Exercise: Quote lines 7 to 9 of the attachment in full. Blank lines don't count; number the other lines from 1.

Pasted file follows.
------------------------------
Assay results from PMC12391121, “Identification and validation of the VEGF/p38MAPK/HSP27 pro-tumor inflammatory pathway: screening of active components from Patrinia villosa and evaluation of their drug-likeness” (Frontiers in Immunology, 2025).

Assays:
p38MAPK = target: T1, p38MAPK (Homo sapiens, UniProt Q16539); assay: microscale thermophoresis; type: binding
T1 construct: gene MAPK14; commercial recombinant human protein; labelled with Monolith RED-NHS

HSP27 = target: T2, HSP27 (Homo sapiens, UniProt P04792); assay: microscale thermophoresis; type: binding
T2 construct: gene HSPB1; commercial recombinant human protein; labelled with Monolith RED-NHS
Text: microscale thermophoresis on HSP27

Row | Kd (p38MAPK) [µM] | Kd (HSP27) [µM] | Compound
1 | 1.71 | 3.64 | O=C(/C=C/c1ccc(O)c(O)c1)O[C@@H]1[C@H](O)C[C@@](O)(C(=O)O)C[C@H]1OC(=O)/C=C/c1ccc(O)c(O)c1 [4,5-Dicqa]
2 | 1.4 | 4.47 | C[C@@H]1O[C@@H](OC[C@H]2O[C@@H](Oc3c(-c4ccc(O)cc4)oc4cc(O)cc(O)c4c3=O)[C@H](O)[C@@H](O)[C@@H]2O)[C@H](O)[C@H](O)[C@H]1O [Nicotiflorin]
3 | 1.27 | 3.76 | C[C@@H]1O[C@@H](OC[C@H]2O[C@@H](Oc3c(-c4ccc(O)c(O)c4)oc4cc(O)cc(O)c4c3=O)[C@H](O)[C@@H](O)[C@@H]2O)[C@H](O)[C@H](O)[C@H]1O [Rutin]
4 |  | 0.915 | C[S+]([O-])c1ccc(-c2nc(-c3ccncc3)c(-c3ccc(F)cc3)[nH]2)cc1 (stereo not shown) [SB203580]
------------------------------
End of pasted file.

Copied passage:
Text: microscale thermophoresis on HSP27

Row | Kd (p38MAPK) [µM] | Kd (HSP27) [µM] | Compound
1 | 1.71 | 3.64 | O=C(/C=C/c1ccc(O)c(O)c1)O[C@@H]1[C@H](O)C[C@@](O)(C(=O)O)C[C@H]1OC(=O)/C=C/c1ccc(O)c(O)c1 [4,5-Dicqa]